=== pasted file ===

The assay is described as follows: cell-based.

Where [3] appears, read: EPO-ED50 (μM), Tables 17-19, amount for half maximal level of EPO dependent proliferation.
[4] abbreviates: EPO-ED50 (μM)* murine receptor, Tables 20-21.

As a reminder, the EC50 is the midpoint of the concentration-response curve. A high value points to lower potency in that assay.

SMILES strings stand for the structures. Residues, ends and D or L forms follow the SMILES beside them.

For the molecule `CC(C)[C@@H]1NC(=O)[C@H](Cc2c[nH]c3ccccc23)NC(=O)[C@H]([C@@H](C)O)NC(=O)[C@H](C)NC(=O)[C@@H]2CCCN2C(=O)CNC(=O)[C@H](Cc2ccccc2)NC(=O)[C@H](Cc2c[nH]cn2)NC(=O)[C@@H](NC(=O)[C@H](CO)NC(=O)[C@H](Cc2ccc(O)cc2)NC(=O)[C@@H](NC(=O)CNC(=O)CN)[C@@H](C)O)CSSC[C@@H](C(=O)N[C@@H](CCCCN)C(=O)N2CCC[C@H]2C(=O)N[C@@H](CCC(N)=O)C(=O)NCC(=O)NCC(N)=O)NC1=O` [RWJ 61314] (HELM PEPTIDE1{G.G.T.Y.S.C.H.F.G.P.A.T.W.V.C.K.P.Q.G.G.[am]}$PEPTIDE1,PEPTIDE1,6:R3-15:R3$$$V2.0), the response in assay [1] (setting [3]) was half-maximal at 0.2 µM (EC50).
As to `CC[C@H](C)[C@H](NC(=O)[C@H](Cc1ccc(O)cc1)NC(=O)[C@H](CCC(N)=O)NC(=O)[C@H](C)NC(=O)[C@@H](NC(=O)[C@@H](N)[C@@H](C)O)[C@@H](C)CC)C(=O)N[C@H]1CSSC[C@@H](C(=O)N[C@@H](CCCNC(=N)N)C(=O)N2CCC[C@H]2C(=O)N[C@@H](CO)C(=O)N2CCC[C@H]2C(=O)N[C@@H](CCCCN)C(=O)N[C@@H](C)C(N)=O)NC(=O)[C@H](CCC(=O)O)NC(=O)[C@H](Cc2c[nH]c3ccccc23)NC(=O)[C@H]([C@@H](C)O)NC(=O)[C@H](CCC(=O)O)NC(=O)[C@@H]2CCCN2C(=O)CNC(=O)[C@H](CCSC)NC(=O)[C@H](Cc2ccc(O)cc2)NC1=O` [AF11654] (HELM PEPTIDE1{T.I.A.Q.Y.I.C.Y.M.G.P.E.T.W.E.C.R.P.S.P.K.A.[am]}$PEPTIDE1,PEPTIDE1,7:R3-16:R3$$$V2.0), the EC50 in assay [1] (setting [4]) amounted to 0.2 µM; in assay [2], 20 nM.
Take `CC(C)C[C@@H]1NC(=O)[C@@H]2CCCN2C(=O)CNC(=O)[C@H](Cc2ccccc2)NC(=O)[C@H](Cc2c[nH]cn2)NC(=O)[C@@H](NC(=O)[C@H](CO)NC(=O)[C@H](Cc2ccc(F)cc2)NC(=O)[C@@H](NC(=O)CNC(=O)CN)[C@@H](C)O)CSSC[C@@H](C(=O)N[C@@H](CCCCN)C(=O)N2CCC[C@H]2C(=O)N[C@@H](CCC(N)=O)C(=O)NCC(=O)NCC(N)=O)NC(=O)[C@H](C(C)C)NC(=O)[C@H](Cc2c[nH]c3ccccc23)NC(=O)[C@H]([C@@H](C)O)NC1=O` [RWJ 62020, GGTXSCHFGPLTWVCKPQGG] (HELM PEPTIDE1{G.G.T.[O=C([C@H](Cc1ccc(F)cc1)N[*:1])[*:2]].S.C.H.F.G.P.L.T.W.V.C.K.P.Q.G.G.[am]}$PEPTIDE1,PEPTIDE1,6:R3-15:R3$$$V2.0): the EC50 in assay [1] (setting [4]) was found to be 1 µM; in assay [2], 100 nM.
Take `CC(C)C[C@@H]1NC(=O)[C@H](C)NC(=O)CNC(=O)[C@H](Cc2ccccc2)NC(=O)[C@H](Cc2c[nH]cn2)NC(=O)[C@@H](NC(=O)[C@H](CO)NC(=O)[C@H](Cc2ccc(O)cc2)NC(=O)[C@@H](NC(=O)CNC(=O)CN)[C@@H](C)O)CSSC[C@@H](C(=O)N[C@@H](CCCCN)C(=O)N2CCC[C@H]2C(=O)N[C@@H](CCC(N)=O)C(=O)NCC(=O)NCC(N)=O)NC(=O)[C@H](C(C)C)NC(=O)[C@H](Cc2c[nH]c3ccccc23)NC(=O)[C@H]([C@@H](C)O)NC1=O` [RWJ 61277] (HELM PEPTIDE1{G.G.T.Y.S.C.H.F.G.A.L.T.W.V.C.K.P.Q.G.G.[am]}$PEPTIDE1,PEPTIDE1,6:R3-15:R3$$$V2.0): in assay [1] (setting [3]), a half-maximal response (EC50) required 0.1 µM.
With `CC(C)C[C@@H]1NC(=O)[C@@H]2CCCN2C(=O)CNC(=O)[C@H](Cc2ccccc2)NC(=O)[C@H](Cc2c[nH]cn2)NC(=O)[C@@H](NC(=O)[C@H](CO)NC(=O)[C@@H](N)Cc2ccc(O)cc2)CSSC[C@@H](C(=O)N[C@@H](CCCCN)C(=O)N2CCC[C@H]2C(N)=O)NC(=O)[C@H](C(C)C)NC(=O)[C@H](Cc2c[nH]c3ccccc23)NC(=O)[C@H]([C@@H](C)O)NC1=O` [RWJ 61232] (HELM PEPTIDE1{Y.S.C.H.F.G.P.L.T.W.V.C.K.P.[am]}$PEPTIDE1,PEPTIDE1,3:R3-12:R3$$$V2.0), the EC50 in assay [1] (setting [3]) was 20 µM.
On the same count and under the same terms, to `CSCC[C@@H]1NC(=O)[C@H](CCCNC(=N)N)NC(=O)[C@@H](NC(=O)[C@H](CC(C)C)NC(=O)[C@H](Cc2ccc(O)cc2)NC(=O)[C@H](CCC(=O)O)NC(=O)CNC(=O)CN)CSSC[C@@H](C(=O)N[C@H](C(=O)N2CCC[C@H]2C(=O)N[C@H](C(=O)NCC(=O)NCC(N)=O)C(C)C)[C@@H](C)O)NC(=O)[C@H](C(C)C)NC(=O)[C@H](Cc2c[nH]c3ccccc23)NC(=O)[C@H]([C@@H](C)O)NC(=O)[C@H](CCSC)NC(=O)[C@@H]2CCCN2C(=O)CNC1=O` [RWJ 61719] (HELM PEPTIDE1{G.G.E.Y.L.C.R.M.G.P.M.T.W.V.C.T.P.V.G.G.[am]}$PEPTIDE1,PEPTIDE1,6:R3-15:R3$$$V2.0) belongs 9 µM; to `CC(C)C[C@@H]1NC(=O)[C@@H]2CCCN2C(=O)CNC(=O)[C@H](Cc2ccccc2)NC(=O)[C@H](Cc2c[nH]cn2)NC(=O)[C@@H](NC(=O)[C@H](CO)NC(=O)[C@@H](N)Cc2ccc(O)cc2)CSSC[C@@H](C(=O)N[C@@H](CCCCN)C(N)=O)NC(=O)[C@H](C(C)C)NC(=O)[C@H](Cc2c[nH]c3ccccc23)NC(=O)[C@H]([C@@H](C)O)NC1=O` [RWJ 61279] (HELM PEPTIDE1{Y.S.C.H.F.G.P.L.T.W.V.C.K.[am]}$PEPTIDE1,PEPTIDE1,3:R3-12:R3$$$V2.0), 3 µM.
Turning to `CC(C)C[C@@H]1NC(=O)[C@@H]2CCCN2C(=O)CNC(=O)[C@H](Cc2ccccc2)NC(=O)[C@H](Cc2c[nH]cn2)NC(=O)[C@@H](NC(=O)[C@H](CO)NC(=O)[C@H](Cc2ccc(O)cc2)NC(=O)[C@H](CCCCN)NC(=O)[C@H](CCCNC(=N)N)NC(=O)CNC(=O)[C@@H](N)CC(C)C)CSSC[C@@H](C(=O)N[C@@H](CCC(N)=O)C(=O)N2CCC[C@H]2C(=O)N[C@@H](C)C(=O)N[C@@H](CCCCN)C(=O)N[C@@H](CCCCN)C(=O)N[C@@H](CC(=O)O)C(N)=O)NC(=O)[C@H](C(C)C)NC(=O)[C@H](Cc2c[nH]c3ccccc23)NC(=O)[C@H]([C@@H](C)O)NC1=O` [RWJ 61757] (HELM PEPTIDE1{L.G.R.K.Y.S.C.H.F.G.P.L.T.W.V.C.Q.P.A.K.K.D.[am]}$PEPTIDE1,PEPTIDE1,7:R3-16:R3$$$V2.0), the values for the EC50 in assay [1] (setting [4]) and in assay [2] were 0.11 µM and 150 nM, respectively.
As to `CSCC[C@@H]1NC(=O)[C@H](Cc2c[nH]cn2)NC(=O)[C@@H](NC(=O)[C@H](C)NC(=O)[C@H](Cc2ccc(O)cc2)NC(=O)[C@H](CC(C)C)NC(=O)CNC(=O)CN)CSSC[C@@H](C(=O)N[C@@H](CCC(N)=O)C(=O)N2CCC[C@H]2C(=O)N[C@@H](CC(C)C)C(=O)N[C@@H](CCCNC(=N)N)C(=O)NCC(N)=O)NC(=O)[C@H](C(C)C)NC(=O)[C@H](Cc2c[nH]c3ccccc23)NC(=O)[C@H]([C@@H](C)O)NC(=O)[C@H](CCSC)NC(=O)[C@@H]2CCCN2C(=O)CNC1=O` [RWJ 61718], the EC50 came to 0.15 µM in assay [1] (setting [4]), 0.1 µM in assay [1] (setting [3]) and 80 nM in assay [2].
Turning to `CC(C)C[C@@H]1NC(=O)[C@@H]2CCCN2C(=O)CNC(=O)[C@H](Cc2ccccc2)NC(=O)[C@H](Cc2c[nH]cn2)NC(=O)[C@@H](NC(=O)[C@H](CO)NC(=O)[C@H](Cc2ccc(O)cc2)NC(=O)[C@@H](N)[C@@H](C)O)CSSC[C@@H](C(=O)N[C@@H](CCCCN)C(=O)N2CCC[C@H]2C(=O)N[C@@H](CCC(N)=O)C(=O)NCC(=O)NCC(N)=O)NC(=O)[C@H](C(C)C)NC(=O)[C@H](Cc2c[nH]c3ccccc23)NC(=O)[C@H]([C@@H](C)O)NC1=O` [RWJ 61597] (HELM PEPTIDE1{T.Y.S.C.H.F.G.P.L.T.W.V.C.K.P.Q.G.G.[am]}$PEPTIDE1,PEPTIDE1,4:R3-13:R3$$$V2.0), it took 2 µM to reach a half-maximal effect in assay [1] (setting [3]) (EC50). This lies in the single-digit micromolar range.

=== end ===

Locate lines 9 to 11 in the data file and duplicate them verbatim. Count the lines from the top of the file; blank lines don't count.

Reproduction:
Take `CC(C)C[C@@H]1NC(=O)[C@H](C)NC(=O)CNC(=O)[C@H](Cc2ccccc2)NC(=O)[C@H](Cc2c[nH]cn2)NC(=O)[C@@H](NC(=O)[C@H](CO)NC(=O)[C@H](Cc2ccc(O)cc2)NC(=O)[C@@H](NC(=O)CNC(=O)CN)[C@@H](C)O)CSSC[C@@H](C(=O)N[C@@H](CCCCN)C(=O)N2CCC[C@H]2C(=O)N[C@@H](CCC(N)=O)C(=O)NCC(=O)NCC(N)=O)NC(=O)[C@H](C(C)C)NC(=O)[C@H](Cc2c[nH]c3ccccc23)NC(=O)[C@H]([C@@H](C)O)NC1=O` [RWJ 61277] (HELM PEPTIDE1{G.G.T.Y.S.C.H.F.G.A.L.T.W.V.C.K.P.Q.G.G.[am]}$PEPTIDE1,PEPTIDE1,6:R3-15:R3$$$V2.0): in assay [1] (setting [3]), a half-maximal response (EC50) required 0.1 µM.
With `CC(C)C[C@@H]1NC(=O)[C@@H]2CCCN2C(=O)CNC(=O)[C@H](Cc2ccccc2)NC(=O)[C@H](Cc2c[nH]cn2)NC(=O)[C@@H](NC(=O)[C@H](CO)NC(=O)[C@@H](N)Cc2ccc(O)cc2)CSSC[C@@H](C(=O)N[C@@H](CCCCN)C(=O)N2CCC[C@H]2C(N)=O)NC(=O)[C@H](C(C)C)NC(=O)[C@H](Cc2c[nH]c3ccccc23)NC(=O)[C@H]([C@@H](C)O)NC1=O` [RWJ 61232] (HELM PEPTIDE1{Y.S.C.H.F.G.P.L.T.W.V.C.K.P.[am]}$PEPTIDE1,PEPTIDE1,3:R3-12:R3$$$V2.0), the EC50 in assay [1] (setting [3]) was 20 µM.
On the same count and under the same terms, to `CSCC[C@@H]1NC(=O)[C@H](CCCNC(=N)N)NC(=O)[C@@H](NC(=O)[C@H](CC(C)C)NC(=O)[C@H](Cc2ccc(O)cc2)NC(=O)[C@H](CCC(=O)O)NC(=O)CNC(=O)CN)CSSC[C@@H](C(=O)N[C@H](C(=O)N2CCC[C@H]2C(=O)N[C@H](C(=O)NCC(=O)NCC(N)=O)C(C)C)[C@@H](C)O)NC(=O)[C@H](C(C)C)NC(=O)[C@H](Cc2c[nH]c3ccccc23)NC(=O)[C@H]([C@@H](C)O)NC(=O)[C@H](CCSC)NC(=O)[C@@H]2CCCN2C(=O)CNC1=O` [RWJ 61719] (HELM PEPTIDE1{G.G.E.Y.L.C.R.M.G.P.M.T.W.V.C.T.P.V.G.G.[am]}$PEPTIDE1,PEPTIDE1,6:R3-15:R3$$$V2.0) belongs 9 µM; to `CC(C)C[C@@H]1NC(=O)[C@@H]2CCCN2C(=O)CNC(=O)[C@H](Cc2ccccc2)NC(=O)[C@H](Cc2c[nH]cn2)NC(=O)[C@@H](NC(=O)[C@H](CO)NC(=O)[C@@H](N)Cc2ccc(O)cc2)CSSC[C@@H](C(=O)N[C@@H](CCCCN)C(N)=O)NC(=O)[C@H](C(C)C)NC(=O)[C@H](Cc2c[nH]c3ccccc23)NC(=O)[C@H]([C@@H](C)O)NC1=O` [RWJ 61279] (HELM PEPTIDE1{Y.S.C.H.F.G.P.L.T.W.V.C.K.[am]}$PEPTIDE1,PEPTIDE1,3:R3-12:R3$$$V2.0), 3 µM.